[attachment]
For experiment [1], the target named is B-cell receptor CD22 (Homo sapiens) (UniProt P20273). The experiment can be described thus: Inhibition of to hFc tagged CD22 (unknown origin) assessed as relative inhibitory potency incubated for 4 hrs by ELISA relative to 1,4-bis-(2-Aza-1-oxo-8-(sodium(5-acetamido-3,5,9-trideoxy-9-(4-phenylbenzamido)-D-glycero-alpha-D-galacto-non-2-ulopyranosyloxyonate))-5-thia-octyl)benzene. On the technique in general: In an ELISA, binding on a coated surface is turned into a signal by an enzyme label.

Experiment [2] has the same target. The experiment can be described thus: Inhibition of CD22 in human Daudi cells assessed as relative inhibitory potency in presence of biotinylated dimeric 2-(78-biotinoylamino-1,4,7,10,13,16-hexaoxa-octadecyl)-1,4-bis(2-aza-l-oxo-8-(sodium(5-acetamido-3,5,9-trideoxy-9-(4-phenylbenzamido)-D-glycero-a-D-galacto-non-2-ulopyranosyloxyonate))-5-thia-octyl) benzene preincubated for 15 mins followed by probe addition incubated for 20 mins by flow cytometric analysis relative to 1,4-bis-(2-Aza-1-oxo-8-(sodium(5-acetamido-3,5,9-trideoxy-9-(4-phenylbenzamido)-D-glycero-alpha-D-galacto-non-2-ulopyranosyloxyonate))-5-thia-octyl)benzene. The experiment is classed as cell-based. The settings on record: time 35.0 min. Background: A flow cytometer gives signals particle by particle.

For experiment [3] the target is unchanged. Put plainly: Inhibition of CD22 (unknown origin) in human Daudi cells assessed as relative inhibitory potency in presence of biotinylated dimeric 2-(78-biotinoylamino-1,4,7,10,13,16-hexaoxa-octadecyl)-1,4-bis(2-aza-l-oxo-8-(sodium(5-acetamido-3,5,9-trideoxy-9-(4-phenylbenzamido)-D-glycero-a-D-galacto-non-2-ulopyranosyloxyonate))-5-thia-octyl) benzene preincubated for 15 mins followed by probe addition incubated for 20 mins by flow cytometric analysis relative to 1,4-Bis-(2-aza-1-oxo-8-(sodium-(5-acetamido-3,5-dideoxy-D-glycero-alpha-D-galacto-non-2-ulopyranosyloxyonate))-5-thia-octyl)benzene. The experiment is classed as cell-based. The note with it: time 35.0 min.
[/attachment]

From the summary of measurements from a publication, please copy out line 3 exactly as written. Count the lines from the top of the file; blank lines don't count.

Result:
For experiment [3] the target is unchanged. Put plainly: Inhibition of CD22 (unknown origin) in human Daudi cells assessed as relative inhibitory potency in presence of biotinylated dimeric 2-(78-biotinoylamino-1,4,7,10,13,16-hexaoxa-octadecyl)-1,4-bis(2-aza-l-oxo-8-(sodium(5-acetamido-3,5,9-trideoxy-9-(4-phenylbenzamido)-D-glycero-a-D-galacto-non-2-ulopyranosyloxyonate))-5-thia-octyl) benzene preincubated for 15 mins followed by probe addition incubated for 20 mins by flow cytometric analysis relative to 1,4-Bis-(2-aza-1-oxo-8-(sodium-(5-acetamido-3,5-dideoxy-D-glycero-alpha-D-galacto-non-2-ulopyranosyloxyonate))-5-thia-octyl)benzene. The experiment is classed as cell-based. The note with it: time 35.0 min.